I built a custom guitar for Roy Ponce, a guitarist for the band Brainchild, out of Peoria, IL. It was rewarding because it started with a drawing he sent and materialized into a one-of-a-kind custom instrument. This is something I really enjoy: holding up the concept on paper next to the completed tangible instrument. And if that is not enough, seeing your client on stage with the guitar is a most rewarding feeling. It would be comparable to a fine oil painter sitting in a corner of a gallery watching people understand and enjoy his/her art. Brainchild came to Breckenridge and Denver in 2011 and I had the incredible time seeing them preform. To see Roy’s guitar in person head to the 2014 Summer C amp Music Festival, in Chillicothe, IL May 23-25. There is a great lineup this year! Adding personal touches to clients’ guitars is really fun and is another gratifying element I enjoy about building. I have included a figure from a fine art painting into the head stock, made from abalone and pearl as a surprise for a client (his own artwork). A Microbiology professional got a small strand of DNA on his 12th fret. My Dad, a navy retiree, got a ship’s wheel inlayed into the headstock of his acoustic. I like to inlay pearl inside of f-holes so there’s a little secret in there for the player to see. That’s the best part. It is a way to connect players to their instruments.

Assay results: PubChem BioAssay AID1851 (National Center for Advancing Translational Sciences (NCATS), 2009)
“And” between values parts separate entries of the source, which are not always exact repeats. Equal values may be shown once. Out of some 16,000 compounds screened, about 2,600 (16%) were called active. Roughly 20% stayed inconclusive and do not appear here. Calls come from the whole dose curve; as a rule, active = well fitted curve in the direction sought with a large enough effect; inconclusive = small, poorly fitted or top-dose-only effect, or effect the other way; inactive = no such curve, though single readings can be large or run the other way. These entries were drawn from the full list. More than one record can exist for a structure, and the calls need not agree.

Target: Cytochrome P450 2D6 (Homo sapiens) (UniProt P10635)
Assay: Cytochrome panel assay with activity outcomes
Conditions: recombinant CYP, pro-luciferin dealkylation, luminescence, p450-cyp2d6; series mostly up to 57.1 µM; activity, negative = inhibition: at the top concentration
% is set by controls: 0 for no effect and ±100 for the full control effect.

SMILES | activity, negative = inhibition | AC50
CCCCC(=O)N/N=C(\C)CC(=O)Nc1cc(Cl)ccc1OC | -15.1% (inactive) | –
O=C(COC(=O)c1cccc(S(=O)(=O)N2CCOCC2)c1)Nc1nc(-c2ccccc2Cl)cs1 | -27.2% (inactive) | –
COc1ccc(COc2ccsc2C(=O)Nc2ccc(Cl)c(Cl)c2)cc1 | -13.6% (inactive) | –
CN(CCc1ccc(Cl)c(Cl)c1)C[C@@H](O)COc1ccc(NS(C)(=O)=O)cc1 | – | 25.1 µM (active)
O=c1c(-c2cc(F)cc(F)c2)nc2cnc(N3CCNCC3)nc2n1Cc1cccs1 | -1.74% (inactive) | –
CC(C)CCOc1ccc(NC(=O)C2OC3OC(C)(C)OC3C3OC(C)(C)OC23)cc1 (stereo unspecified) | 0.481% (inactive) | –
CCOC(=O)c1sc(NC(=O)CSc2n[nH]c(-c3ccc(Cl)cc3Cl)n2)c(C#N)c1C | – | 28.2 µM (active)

The biggest difference is other businesses probably make a profit. I’ll get there one day! Maybe another difference is my willingness to try materials that may not fit the traditional mold. In 2009, I acquired a board of blue stain beetle kill ponderosa pine. I thought it had potential to make a cool guitar top. It turned out great! It is a real Colorado guitar. I used Douglas fir as an acoustic top material (when spruce is the more popular choice) and it sounds wonderful too. I think I was inspired to do use these kinds of materials by Bob Benedetto. He is a world renowned guitar builder and in his book he took the time to build a construction grade pine topped archtop jazz guitar. Said it sounded and played just as good as any of his other guitars made from choice tone woods. I like that out of the box thinking and creativity.